New York Islanders (Friday/7:00). If a game is going to have a playoff feel to it this week, this is the one. The Caps will have the advantage of catching the Islanders playing in the back half of back-to-back games. On the other hand, New York is 9-0-1 in the back half of such games this season. They have been absolutely dominant in those ten games, too, out-scoring opponents by a 36-13 margin. The Islanders are a bit of an odd team. Going into the new week, they have not lost consecutive games in regulation since early December and have gone 23-7-4 since they did, the second-best record in the league since then, to take command of the Metropolitan Division. However, they have been out-shot over that same span of time, 1011-969, have scored only 97 goals (18th in that span), are under water in shot attempts at 5-on-5 (48.41 percent), have more than 100 fewer takeaways (236) than giveaways (342). They do not have an especially impressive record in one-goal decisions over those 34 games, going 9-7-4.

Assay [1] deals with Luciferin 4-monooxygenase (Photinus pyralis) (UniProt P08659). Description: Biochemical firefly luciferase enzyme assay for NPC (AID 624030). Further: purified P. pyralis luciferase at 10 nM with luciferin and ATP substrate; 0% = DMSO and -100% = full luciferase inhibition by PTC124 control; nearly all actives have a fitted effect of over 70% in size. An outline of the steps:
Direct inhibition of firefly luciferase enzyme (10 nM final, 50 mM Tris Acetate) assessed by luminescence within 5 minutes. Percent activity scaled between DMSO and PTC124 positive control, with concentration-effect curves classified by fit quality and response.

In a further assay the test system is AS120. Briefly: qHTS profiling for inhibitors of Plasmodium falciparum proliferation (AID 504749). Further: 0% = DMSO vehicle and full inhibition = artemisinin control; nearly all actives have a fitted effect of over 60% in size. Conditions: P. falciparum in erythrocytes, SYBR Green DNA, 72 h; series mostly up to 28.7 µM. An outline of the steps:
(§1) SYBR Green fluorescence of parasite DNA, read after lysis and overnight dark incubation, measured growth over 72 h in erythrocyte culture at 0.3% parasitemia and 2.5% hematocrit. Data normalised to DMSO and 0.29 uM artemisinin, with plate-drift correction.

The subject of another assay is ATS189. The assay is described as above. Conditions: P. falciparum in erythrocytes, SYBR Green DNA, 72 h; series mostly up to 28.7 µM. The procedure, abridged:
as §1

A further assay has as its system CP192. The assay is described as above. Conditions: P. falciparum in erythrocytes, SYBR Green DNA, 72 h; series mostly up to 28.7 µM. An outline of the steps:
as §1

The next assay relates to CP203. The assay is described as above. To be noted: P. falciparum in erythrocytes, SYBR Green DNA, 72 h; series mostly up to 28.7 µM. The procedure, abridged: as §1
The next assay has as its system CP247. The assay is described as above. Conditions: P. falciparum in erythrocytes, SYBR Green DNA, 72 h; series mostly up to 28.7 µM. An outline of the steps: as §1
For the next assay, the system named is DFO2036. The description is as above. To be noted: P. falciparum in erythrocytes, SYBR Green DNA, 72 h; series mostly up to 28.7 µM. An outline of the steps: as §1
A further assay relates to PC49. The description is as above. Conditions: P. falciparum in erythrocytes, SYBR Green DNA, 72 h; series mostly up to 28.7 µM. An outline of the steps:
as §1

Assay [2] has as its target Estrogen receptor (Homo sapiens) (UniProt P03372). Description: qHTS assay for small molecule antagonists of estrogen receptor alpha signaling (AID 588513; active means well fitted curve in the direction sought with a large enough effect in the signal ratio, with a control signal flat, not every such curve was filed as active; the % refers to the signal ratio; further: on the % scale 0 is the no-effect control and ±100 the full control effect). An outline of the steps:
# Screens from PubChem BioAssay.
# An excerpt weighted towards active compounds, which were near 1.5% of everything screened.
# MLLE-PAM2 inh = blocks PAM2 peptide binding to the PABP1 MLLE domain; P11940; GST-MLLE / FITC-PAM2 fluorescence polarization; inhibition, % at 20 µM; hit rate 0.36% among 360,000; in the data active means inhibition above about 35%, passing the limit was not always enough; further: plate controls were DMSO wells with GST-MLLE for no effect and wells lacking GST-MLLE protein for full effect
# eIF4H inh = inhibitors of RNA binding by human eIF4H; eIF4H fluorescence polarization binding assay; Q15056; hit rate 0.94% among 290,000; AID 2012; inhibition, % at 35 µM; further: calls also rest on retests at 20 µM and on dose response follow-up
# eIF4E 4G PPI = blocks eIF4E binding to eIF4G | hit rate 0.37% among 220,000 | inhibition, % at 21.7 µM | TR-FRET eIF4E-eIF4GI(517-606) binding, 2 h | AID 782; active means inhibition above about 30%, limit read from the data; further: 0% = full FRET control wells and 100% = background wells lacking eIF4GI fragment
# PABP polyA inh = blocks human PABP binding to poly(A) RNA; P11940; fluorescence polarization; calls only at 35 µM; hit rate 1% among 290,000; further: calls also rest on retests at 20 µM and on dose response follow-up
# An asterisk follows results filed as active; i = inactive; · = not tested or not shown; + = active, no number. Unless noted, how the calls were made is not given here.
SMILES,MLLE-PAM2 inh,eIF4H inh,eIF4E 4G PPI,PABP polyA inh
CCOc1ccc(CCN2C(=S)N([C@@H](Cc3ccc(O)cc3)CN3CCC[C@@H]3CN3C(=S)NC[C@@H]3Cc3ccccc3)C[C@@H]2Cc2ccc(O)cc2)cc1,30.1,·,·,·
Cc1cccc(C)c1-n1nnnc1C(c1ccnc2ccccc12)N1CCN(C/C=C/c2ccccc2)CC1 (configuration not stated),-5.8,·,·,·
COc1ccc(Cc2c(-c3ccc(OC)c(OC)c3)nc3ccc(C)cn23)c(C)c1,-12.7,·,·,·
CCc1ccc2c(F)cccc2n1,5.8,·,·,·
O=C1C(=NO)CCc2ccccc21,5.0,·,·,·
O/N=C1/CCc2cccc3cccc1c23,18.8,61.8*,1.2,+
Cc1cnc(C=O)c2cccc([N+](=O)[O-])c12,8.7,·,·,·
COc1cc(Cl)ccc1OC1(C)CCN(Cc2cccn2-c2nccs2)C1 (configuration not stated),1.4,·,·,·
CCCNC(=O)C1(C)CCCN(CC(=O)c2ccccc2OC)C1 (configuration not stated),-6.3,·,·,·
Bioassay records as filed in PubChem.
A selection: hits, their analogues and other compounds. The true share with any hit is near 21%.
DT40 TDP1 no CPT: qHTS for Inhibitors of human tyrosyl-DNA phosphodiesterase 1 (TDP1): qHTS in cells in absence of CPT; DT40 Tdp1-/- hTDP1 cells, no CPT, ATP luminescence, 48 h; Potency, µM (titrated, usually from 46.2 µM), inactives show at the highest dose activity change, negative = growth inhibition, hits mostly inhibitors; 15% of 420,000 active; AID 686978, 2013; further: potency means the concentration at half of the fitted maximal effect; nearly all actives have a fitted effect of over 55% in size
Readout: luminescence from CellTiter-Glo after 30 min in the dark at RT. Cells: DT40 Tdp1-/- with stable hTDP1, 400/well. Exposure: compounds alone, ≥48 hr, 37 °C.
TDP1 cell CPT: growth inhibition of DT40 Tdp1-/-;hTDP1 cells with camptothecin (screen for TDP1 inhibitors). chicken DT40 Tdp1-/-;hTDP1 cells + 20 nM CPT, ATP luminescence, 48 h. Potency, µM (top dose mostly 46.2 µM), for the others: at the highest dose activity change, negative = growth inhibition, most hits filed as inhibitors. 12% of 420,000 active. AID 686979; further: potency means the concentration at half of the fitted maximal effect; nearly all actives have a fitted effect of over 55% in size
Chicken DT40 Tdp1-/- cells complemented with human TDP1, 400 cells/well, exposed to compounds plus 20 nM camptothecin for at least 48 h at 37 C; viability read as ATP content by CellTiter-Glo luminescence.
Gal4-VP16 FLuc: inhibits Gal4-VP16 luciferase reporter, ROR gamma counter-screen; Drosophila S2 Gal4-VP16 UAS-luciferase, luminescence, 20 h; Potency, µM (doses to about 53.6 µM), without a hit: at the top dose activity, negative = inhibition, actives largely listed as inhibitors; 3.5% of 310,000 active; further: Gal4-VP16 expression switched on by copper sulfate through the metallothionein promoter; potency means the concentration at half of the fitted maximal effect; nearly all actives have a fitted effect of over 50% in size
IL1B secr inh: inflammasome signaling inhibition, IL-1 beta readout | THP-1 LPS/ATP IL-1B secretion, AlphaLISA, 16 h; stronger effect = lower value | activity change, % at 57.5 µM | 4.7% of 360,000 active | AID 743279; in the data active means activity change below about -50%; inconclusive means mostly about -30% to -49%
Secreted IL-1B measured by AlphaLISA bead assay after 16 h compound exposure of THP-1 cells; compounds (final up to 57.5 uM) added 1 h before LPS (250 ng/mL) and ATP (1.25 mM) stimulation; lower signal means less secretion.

This team does do two things very well. One, they are in just about every game. In those 34 games they have not suffered a defeat of three or more goals, and only four times did they lose by a pair of goals. Conversely, the Islanders have nine wins in that span by three or more goals. Second, they are suffocating on defense, hardly a surprise for a Barry Trotz coached team. The 62 goals allowed in their 23-7-4 run are, by far, the fewest in the league (Tampa Bay: 75 goals). Sixteen times in that span the Islanders allowed one or no goals, including five shutouts. And don’t sit on a lead. New York is one of only two teams in the league (Tampa Bay being the other) with a better than .500 winning percentage when allowing the game’s first goal (14-11-2/.519). This is a team that makes a two and a half hour game seem like a six-hour grind.

New York Rangers (Sunday/12:30). Washington heads to Madison Square Garden to end the week in a rematch of the February 24th matinee played at Capital One Arena. The Rangers are also in “sell” mode, pulling the trigger on a deal on Saturday that sent Mats Zuccarello to the Dallas Stars for a pair of conditional draft picks, a second in 2019 and a third in 2020. It is hardly surprising, given that the Rangers have been stuck in neutral of late, going 6-6-2 over their last 14 games, generally alternating wins and losses and unable to gain any traction to advance in the standings.